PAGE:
Bougainvilleas are vigorous tropical vines that bloom in a range of vibrant, jewel-toned hues that create cascades of eye-popping color. With woody vines growing up to 40’ long, bougainvilleas put on a spectacular show when in full bloom.
As versatile as they are beautiful, bougainvilleas are often trained to grow on trellises, arches, and against walls. They’re at home draping over stone walls and adorning planters — even hanging baskets! They can also be pruned to maintain a shrubby shape and planted in rows to create a hedge. Most varieties have sharp thorns though there are some thornless varieties.
Native to eastern South America, the plants are perennial in frost-free climates and generally bloom for at least four to six weeks in shades of magenta, red, orange, pink, yellow, and white. The papery “flowers” are, botanically speaking, modified leaves called bracts that surround tiny white flowers in the center. The vines are often evergreen, though the plant may drop its leaves during prolonged dry spells, resuming growth when watered. Overall, these reliable plants are drought-tolerant, resistant to pests and diseases, and easy to grow.
There are hundreds of varieties, most of which are hybrids created by crossing the numerous Bougainvillea species. In regions near the equator, they’ll flower nearly year-round. Elsewhere, they typically bloom for four to six weeks, usually in spring and fall when the day length is about 12 hours.
Left on their own, the vigorous vines will ramble over the ground or cascade over walls. Although the plants can “climb” using their curved thorns, they are best trained to a trellis or other support by tying the vines with soft plant ties or strips of fabric.
Growing Zones for Bougainvilleas
Bougainvilleas are perennial in USDA Hardiness Zones 9-11. In colder regions, they can be grown as annuals or overwintered indoors. Although established vines can withstand a light frost, the plants won’t tolerate a hard freeze.
Choosing a Site to Grow Bougainvilleas
Bougainvilleas love heat and sun, making them an ideal choice for south-facing walls where they’ll get at least 6 hours of sun per day. They require well-drained soil that is slightly acidic.
Keep in mind that most varieties have sharp thorns, making them unsuitable for areas with foot traffic. Plan ahead for the vigorous vines by erecting a support at planting time. Wooden and metal trellises and wire grids are good choices. Dwarf varieties produce vines from 3’ to 6’ long and are suitable for planters and hanging baskets.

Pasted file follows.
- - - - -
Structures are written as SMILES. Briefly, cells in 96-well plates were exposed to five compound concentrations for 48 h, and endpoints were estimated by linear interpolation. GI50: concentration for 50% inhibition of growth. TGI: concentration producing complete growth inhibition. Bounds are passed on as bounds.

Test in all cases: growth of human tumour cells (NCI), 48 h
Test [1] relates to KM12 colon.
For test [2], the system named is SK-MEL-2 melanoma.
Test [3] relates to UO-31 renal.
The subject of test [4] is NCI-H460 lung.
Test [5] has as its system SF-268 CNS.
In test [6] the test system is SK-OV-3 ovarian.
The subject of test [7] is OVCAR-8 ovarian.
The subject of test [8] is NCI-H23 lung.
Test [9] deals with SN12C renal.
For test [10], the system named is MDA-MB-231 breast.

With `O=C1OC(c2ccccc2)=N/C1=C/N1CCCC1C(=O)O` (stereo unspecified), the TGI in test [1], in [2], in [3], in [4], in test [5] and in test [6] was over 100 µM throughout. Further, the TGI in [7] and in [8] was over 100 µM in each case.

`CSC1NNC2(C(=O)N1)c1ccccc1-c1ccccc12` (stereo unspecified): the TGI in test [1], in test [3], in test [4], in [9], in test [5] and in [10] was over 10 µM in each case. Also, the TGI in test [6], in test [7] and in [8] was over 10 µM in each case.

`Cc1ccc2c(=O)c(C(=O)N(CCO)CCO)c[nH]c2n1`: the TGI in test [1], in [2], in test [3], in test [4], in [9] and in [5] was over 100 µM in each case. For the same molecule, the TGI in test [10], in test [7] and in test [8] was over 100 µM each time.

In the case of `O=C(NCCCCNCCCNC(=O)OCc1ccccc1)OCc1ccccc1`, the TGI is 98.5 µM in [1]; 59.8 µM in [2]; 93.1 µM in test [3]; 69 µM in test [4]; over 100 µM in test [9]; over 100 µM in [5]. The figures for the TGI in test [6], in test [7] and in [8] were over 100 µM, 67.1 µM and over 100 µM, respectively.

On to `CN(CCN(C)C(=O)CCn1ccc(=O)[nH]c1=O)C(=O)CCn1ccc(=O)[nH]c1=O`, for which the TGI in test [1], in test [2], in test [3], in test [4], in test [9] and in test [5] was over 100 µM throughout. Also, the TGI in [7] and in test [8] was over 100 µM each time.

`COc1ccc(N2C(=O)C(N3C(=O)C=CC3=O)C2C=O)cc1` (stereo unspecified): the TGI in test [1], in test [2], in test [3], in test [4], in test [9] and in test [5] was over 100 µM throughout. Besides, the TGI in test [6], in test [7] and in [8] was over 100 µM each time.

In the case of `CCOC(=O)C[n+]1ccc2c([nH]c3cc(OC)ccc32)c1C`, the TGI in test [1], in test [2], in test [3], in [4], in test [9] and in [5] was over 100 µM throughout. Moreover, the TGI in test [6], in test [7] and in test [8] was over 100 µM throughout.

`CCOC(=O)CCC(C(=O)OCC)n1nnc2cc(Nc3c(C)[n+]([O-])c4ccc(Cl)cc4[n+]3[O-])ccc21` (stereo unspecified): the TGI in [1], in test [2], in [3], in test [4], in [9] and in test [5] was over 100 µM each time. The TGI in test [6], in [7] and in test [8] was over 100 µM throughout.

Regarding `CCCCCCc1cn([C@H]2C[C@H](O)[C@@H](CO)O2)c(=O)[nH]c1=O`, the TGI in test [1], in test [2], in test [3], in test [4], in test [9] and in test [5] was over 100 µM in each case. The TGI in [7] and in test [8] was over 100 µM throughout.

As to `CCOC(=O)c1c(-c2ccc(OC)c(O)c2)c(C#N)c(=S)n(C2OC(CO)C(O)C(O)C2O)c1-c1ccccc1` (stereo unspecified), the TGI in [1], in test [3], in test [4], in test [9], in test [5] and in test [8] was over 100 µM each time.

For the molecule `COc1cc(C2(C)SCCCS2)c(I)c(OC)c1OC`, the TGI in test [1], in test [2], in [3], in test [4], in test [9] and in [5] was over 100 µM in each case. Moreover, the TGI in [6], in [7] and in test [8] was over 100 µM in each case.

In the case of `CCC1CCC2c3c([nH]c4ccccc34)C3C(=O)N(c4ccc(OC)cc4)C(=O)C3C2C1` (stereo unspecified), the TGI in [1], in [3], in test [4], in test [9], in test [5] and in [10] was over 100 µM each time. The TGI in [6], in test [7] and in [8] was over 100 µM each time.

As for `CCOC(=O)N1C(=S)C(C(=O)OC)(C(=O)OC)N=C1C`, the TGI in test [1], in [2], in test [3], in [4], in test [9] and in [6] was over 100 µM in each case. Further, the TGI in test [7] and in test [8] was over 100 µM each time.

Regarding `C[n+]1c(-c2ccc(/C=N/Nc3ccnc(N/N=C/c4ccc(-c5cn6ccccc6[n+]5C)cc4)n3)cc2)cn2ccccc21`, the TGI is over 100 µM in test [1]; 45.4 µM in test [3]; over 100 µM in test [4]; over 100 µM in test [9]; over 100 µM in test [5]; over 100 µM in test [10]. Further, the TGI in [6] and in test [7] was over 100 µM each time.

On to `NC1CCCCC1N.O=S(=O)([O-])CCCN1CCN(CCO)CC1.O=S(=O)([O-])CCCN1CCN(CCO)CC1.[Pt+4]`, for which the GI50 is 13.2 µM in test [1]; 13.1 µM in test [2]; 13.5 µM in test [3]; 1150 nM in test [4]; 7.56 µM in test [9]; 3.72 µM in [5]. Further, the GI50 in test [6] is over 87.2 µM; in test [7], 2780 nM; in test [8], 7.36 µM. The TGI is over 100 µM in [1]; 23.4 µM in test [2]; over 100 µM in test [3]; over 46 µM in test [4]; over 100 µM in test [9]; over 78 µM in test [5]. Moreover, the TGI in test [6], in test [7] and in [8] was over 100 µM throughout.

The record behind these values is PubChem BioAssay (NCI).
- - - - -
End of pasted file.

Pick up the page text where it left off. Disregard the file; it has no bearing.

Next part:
Planting Instructions for Bougainvilleas
Loosen soil to a depth of at least 12” and mix in some compost and/or slow-release fertilizer prior to planting. Handle young plants carefully to avoid damaging the fragile roots. Set the plant at the same depth as it was in its original container. Install your trellis or other support at planting time. Apply a thin layer of organic mulch, such as pine straw, keeping it a few inches from plant stems to avoid rot. Water plants as needed during their first growing season to keep the soil slightly moist but not saturated. The plants will grow slowly at first as they establish their root systems and may produce few flowers the first year; however, in season two and beyond you’ll be rewarded with stunning blooms for years to come.
Fertilizer for Bougainvilleas
Bougainvilleas need regular fertilizing to support vigorous growth and bountiful blooms. Apply a thin layer of compost or a granular fertilizer to the soil beneath the plants each spring. Avoid over-fertilizing, especially with nitrogen, which will encourage lots of foliage at the expense of flowers.
Bougainvillea Pests and Problems
Bougainvilleas are generally pest- and disease-free. Occasionally, aphids and mites will attack the foliage; these can be controlled with insecticidal soap. Avoid overwatering to discourage root rot.
Ongoing Care for Bougainvilleas
Once mature, bougainvilleas are relatively tolerant of drought. Once plants are established, water in-ground plants thoroughly every three weeks or so. Container-grown plants will need more frequent watering.
Left unpruned, the vines can become rampant and overwhelm their supports, so keep their grown in check with regular pruning. The plants bloom on new wood, so you can prune the plants in late fall or very early spring to encourage a flush of new growth. You can also prune them back after they’re finished flowering. You can do light maintenance pruning, such as removing dead wood or cutting back errant vines, at any time. Wear sturdy gloves; some people get a rash from contact with the foliage, and most varieties have sharp thorns.
In cold climates, you can bring potted plants indoors for the winter. Place them in a sunny window and reduce watering to avoid root rot and allow the plants to rest.